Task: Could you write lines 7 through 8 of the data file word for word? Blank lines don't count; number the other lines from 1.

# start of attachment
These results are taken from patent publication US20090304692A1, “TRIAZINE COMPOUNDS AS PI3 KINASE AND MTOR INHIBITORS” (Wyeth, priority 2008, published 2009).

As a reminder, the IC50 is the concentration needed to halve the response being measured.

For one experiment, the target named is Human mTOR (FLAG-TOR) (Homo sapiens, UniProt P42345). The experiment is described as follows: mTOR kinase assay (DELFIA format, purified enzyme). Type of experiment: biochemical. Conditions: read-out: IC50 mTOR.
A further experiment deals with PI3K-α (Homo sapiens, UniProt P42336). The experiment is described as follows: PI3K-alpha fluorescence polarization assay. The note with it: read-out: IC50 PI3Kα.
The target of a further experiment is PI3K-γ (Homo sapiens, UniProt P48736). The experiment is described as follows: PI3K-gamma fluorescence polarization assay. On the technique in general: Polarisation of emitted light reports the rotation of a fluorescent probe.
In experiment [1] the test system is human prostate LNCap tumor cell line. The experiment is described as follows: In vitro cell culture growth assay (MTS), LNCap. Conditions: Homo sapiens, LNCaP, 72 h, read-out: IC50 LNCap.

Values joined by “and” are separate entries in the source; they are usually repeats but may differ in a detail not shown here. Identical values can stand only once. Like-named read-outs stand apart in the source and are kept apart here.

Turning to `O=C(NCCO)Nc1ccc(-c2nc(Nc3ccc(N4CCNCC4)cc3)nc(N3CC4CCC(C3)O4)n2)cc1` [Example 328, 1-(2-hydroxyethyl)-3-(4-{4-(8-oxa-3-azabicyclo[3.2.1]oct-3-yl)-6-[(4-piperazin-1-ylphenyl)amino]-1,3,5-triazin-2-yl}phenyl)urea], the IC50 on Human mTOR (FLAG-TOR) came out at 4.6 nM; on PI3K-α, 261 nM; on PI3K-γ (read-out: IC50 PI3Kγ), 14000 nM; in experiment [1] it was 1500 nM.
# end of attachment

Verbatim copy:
Values joined by “and” are separate entries in the source; they are usually repeats but may differ in a detail not shown here. Identical values can stand only once. Like-named read-outs stand apart in the source and are kept apart here.

Turning to `O=C(NCCO)Nc1ccc(-c2nc(Nc3ccc(N4CCNCC4)cc3)nc(N3CC4CCC(C3)O4)n2)cc1` [Example 328, 1-(2-hydroxyethyl)-3-(4-{4-(8-oxa-3-azabicyclo[3.2.1]oct-3-yl)-6-[(4-piperazin-1-ylphenyl)amino]-1,3,5-triazin-2-yl}phenyl)urea], the IC50 on Human mTOR (FLAG-TOR) came out at 4.6 nM; on PI3K-α, 261 nM; on PI3K-γ (read-out: IC50 PI3Kγ), 14000 nM; in experiment [1] it was 1500 nM.